Taylor & Francis input to UKRI Open Access Review - Taylor & Francis Newsroom

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Taylor & Francis input to UKRI Open Access Review

 

1st June 2020


In February UK Research and Innovation (UKRI) launched a consultation on its Open Access Review. The following summary outlines the Taylor & Francis response to the consultation. You can also read our detailed answers to the consultation questions.

We support UKRI’s call for immediate access to research. Open Access (OA) has strong potential to increase the impact, effectiveness, and efficiency of research. We are making great strides: we have acquired leading OA publishers and platforms F1000 Research, Co-action and Dove Medical Press; we have converted over 50 journals to a full OA model; we have invested in developing article level workflows to support OA; and we are continuously exploring new open access models including new arrangements with institutions. As a result, OA has grown significantly across our portfolio and more than half of the UK research outputs published in our journals from 2016 to 2018 are already freely available.

We urge UKRI to focus on requiring immediate access only to the final published research output or version of record, with the certainty this OA route provides of research being trusted, validated, discoverable, curated and preserved in perpetuity. We believe that a permissive policy approach is the best way to achieve UKRI’s aims. Encouraging a diverse ecology will help support the development of innovative models and diversification of existing models, will accelerate the growth in OA and will allow new entrants to join the research communication ecosystem, encouraging competition. As we have outlined in our response, the zero embargo Green OA route is an unsustainable mechanism that implies creation of content that is not paid for. This actually runs counter to UKRI’s long term aspirations around opening up research outputs.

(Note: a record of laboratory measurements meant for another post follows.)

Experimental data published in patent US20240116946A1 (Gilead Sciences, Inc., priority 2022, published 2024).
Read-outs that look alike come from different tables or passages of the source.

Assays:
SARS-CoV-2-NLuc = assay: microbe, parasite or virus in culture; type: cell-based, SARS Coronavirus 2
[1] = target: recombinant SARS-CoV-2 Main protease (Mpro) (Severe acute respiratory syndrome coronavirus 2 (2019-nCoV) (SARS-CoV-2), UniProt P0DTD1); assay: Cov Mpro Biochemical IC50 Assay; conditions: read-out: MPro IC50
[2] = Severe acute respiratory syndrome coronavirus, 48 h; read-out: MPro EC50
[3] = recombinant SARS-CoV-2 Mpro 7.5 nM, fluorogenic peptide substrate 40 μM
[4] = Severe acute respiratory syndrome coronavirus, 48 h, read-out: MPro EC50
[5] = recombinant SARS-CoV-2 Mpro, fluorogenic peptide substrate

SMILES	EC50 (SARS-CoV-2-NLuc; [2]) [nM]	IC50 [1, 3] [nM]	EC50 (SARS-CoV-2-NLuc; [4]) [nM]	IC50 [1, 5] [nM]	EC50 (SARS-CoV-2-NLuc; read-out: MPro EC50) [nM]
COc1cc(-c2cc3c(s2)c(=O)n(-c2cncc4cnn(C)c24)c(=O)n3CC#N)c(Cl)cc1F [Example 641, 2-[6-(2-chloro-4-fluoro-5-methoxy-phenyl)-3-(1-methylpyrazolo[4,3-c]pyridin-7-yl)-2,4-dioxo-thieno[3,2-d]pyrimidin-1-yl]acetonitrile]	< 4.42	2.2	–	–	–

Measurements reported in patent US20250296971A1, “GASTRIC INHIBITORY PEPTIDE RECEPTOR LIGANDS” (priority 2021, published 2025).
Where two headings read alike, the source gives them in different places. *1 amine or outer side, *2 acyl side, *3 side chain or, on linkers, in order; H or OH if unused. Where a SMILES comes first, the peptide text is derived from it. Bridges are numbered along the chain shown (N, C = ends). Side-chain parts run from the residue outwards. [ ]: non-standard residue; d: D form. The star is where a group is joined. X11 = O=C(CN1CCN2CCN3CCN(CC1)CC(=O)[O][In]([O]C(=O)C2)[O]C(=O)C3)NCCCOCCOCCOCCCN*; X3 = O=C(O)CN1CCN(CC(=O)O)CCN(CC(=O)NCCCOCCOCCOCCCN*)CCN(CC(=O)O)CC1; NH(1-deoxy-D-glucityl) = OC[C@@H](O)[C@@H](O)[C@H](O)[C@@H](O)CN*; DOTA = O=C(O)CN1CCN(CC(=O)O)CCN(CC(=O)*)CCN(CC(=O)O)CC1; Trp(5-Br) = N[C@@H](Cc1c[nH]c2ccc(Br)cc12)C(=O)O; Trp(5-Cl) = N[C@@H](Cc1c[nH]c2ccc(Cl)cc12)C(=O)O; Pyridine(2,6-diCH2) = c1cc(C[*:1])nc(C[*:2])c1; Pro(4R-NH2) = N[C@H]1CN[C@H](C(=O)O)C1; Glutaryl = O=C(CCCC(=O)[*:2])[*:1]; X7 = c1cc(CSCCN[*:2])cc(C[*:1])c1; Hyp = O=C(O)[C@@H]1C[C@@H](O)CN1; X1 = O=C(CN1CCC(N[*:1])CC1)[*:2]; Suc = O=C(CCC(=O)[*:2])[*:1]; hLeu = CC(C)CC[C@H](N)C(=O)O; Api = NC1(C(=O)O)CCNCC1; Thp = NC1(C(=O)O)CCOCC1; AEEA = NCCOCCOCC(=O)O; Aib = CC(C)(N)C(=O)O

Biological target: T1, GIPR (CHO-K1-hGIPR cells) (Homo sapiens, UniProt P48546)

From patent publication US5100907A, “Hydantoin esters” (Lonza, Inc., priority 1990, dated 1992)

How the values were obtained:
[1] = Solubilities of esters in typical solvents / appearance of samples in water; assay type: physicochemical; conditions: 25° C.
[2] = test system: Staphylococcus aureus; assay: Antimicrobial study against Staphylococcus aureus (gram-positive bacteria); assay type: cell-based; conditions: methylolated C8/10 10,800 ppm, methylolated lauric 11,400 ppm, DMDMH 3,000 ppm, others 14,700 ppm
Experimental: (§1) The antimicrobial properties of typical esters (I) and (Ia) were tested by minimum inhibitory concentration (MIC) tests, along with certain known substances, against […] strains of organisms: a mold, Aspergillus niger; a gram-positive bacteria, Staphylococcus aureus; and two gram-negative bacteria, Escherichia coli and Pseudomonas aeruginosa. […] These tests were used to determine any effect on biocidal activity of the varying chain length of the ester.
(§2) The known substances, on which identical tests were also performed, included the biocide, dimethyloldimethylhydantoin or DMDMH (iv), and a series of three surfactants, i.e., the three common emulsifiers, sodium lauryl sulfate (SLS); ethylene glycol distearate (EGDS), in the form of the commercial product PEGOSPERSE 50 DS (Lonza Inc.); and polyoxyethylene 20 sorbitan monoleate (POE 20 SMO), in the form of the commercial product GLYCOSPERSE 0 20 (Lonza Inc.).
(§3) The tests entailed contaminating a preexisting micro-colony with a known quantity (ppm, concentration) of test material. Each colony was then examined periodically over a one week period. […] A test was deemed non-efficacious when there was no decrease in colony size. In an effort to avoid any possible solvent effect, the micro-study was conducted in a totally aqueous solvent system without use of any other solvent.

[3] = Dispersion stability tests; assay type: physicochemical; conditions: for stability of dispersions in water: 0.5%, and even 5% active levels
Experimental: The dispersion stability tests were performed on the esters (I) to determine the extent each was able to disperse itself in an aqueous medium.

We encourage future OA policy in the UK to support a variety of publication venues, including those most preferred by their communities, irrespective of their open access model, as they are the vehicles that drive research, being used and trusted by their communities. We are exploring options for hybrid journals other than the APC-OA model that will allow them to make their publications more widely available. We are keen to explore with UKRI, other funders, and researchers how we can best support these journals as they move to OA, and how we can offer sustainable publication venues across disciplines.

We believe that ensuring support for learned societies and professional member organisations is crucial to sustaining the quality, independence and trust in UK research. These bodies advocate for specific important issues, foster collaboration, and coordinate globally around key initiatives. They champion public engagement with research and are increasingly orienting the focus of research in their disciplines towards real world challenges.

We understand that cost effectiveness and value for money are key drivers for UKRI. The strong evidence we have submitted aligns with these objectives: an effective, reliable and quality service which provides open access to the version of record in terms of increased citation, usage and attention, compared to versions behind the paywall. OA content on our platform Taylor & Francis Online attracts more usage and more attention than that behind a paywall[1]. Open access, appropriately funded and resourced, benefits all stakeholders.

We believe that rapid open access to quality assured research, effectively disseminated, needs the input of a strong publishing sector to be successful. We believe that UKRI has a key role to play in fostering this diverse ecology, including supporting emerging models around OA. This keeps us as professionals innovating and competing, and ensures that UK research retains its global reputation for excellence.

We support an Open future.

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Read our full set of answers to the consultation questions

Read the F1000 Research response

[1] Articles published Open Select with Taylor & Francis typically receive over 6 times as many downloads* and 32% more citations** compared to those that are not published Open Select.  *Usage in 2017-2019 of articles published in 2015-2019.  **Citations received up to Jan 31st 2020 of articles published in 2015-2019 in journals listed I n Web of Science®.